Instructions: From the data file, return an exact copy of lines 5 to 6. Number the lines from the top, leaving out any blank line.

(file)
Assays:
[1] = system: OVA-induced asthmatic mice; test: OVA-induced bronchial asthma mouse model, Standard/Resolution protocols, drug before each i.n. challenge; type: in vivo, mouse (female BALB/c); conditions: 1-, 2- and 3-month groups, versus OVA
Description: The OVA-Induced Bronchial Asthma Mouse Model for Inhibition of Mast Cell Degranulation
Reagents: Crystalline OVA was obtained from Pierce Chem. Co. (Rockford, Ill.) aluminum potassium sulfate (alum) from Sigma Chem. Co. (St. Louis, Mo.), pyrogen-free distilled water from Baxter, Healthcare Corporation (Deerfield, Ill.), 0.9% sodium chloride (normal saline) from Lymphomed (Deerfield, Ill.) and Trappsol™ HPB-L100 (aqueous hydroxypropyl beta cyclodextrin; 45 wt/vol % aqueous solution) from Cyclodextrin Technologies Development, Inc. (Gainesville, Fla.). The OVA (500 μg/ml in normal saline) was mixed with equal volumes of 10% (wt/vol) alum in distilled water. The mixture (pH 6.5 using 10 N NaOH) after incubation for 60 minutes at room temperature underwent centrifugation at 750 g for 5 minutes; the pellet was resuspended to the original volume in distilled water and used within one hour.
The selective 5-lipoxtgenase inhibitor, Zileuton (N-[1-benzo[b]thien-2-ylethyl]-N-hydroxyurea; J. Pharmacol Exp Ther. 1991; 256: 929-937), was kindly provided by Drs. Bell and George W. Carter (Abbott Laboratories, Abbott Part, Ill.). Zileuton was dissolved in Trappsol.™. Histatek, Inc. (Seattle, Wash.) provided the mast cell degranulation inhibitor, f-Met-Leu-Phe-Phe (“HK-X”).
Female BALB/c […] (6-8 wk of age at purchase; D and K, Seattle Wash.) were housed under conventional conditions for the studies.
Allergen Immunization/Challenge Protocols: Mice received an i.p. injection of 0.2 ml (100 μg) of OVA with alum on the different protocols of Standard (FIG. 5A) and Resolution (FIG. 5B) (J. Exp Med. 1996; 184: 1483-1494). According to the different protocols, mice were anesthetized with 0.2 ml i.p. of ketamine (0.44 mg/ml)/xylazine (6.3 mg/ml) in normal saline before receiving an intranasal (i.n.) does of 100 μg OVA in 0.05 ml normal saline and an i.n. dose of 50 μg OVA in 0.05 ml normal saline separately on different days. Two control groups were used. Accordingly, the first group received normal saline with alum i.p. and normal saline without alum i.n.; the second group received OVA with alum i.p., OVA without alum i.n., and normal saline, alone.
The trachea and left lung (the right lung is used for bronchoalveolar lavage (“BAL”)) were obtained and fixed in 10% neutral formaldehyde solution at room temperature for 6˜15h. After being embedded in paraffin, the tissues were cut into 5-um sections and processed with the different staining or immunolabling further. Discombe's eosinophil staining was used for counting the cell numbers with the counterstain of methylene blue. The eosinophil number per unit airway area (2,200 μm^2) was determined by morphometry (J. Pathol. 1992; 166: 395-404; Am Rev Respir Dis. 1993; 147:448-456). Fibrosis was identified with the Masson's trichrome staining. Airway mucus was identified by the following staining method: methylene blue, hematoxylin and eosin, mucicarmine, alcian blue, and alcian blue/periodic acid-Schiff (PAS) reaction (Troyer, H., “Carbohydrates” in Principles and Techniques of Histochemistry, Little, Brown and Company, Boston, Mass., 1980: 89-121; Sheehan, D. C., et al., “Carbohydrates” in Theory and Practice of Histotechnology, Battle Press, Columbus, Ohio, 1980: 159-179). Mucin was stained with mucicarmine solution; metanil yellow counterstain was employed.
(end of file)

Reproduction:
The selective 5-lipoxtgenase inhibitor, Zileuton (N-[1-benzo[b]thien-2-ylethyl]-N-hydroxyurea; J. Pharmacol Exp Ther. 1991; 256: 929-937), was kindly provided by Drs. Bell and George W. Carter (Abbott Laboratories, Abbott Part, Ill.). Zileuton was dissolved in Trappsol.™. Histatek, Inc. (Seattle, Wash.) provided the mast cell degranulation inhibitor, f-Met-Leu-Phe-Phe (“HK-X”).
Female BALB/c […] (6-8 wk of age at purchase; D and K, Seattle Wash.) were housed under conventional conditions for the studies.